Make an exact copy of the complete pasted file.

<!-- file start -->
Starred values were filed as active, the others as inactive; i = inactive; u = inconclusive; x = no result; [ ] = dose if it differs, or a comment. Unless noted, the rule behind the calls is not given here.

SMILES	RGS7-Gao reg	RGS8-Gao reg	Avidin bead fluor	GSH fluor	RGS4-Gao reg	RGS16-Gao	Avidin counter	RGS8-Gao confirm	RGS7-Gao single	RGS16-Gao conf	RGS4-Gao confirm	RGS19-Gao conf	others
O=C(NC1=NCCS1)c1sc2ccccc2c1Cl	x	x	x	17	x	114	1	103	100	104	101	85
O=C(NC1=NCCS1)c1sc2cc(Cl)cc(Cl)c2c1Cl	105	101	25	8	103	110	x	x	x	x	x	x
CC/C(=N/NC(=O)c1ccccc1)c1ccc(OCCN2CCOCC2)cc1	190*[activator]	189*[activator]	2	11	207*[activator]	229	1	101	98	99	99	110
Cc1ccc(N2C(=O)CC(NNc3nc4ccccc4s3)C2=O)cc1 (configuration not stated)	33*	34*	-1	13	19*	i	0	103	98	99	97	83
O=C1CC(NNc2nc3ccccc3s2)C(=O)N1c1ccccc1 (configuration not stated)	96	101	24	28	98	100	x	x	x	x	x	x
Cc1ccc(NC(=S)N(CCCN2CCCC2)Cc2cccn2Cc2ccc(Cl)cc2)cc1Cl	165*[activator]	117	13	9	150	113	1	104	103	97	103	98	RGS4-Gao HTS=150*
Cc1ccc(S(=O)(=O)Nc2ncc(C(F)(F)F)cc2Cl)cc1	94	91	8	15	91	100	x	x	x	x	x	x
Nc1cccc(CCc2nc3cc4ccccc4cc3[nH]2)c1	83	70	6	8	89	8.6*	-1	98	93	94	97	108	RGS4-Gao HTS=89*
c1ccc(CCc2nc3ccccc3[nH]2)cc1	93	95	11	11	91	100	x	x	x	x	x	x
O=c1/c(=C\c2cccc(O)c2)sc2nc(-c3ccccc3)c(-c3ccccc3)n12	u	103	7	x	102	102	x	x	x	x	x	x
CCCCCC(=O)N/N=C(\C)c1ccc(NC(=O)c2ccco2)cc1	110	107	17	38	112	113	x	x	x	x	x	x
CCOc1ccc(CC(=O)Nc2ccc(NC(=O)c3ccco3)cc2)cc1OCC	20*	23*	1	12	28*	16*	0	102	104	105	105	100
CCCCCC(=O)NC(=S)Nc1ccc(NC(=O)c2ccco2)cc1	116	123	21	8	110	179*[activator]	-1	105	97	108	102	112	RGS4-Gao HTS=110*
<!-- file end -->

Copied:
Starred values were filed as active, the others as inactive; i = inactive; u = inconclusive; x = no result; [ ] = dose if it differs, or a comment. Unless noted, the rule behind the calls is not given here.

SMILES	RGS7-Gao reg	RGS8-Gao reg	Avidin bead fluor	GSH fluor	RGS4-Gao reg	RGS16-Gao	Avidin counter	RGS8-Gao confirm	RGS7-Gao single	RGS16-Gao conf	RGS4-Gao confirm	RGS19-Gao conf	others
O=C(NC1=NCCS1)c1sc2ccccc2c1Cl	x	x	x	17	x	114	1	103	100	104	101	85
O=C(NC1=NCCS1)c1sc2cc(Cl)cc(Cl)c2c1Cl	105	101	25	8	103	110	x	x	x	x	x	x
CC/C(=N/NC(=O)c1ccccc1)c1ccc(OCCN2CCOCC2)cc1	190*[activator]	189*[activator]	2	11	207*[activator]	229	1	101	98	99	99	110
Cc1ccc(N2C(=O)CC(NNc3nc4ccccc4s3)C2=O)cc1 (configuration not stated)	33*	34*	-1	13	19*	i	0	103	98	99	97	83
O=C1CC(NNc2nc3ccccc3s2)C(=O)N1c1ccccc1 (configuration not stated)	96	101	24	28	98	100	x	x	x	x	x	x
Cc1ccc(NC(=S)N(CCCN2CCCC2)Cc2cccn2Cc2ccc(Cl)cc2)cc1Cl	165*[activator]	117	13	9	150	113	1	104	103	97	103	98	RGS4-Gao HTS=150*
Cc1ccc(S(=O)(=O)Nc2ncc(C(F)(F)F)cc2Cl)cc1	94	91	8	15	91	100	x	x	x	x	x	x
Nc1cccc(CCc2nc3cc4ccccc4cc3[nH]2)c1	83	70	6	8	89	8.6*	-1	98	93	94	97	108	RGS4-Gao HTS=89*
c1ccc(CCc2nc3ccccc3[nH]2)cc1	93	95	11	11	91	100	x	x	x	x	x	x
O=c1/c(=C\c2cccc(O)c2)sc2nc(-c3ccccc3)c(-c3ccccc3)n12	u	103	7	x	102	102	x	x	x	x	x	x
CCCCCC(=O)N/N=C(\C)c1ccc(NC(=O)c2ccco2)cc1	110	107	17	38	112	113	x	x	x	x	x	x
CCOc1ccc(CC(=O)Nc2ccc(NC(=O)c3ccco3)cc2)cc1OCC	20*	23*	1	12	28*	16*	0	102	104	105	105	100
CCCCCC(=O)NC(=S)Nc1ccc(NC(=O)c2ccco2)cc1	116	123	21	8	110	179*[activator]	-1	105	97	108	102	112	RGS4-Gao HTS=110*